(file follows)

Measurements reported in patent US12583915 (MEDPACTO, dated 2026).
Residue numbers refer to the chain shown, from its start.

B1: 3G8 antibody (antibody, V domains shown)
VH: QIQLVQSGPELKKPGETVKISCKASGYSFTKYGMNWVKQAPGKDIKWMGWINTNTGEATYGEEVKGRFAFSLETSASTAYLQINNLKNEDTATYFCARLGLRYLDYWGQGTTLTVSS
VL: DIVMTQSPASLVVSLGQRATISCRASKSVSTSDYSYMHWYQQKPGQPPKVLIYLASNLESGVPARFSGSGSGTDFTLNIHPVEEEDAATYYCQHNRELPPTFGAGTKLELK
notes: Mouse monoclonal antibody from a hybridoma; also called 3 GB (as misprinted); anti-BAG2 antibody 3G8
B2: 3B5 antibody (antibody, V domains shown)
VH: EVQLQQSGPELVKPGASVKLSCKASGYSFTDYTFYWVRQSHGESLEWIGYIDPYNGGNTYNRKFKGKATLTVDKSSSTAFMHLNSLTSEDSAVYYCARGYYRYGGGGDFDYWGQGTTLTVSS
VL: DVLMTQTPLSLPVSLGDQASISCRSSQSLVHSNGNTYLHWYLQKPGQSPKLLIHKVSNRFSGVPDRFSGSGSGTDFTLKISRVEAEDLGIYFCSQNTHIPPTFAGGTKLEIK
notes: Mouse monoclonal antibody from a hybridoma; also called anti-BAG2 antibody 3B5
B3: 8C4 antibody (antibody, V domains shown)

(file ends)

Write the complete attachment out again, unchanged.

Measurements reported in patent US12583915 (MEDPACTO, dated 2026).
Residue numbers refer to the chain shown, from its start.

B1: 3G8 antibody (antibody, V domains shown)
VH: QIQLVQSGPELKKPGETVKISCKASGYSFTKYGMNWVKQAPGKDIKWMGWINTNTGEATYGEEVKGRFAFSLETSASTAYLQINNLKNEDTATYFCARLGLRYLDYWGQGTTLTVSS
VL: DIVMTQSPASLVVSLGQRATISCRASKSVSTSDYSYMHWYQQKPGQPPKVLIYLASNLESGVPARFSGSGSGTDFTLNIHPVEEEDAATYYCQHNRELPPTFGAGTKLELK
notes: Mouse monoclonal antibody from a hybridoma; also called 3 GB (as misprinted); anti-BAG2 antibody 3G8
B2: 3B5 antibody (antibody, V domains shown)
VH: EVQLQQSGPELVKPGASVKLSCKASGYSFTDYTFYWVRQSHGESLEWIGYIDPYNGGNTYNRKFKGKATLTVDKSSSTAFMHLNSLTSEDSAVYYCARGYYRYGGGGDFDYWGQGTTLTVSS
VL: DVLMTQTPLSLPVSLGDQASISCRSSQSLVHSNGNTYLHWYLQKPGQSPKLLIHKVSNRFSGVPDRFSGSGSGTDFTLKISRVEAEDLGIYFCSQNTHIPPTFAGGTKLEIK
notes: Mouse monoclonal antibody from a hybridoma; also called anti-BAG2 antibody 3B5
B3: 8C4 antibody (antibody, V domains shown)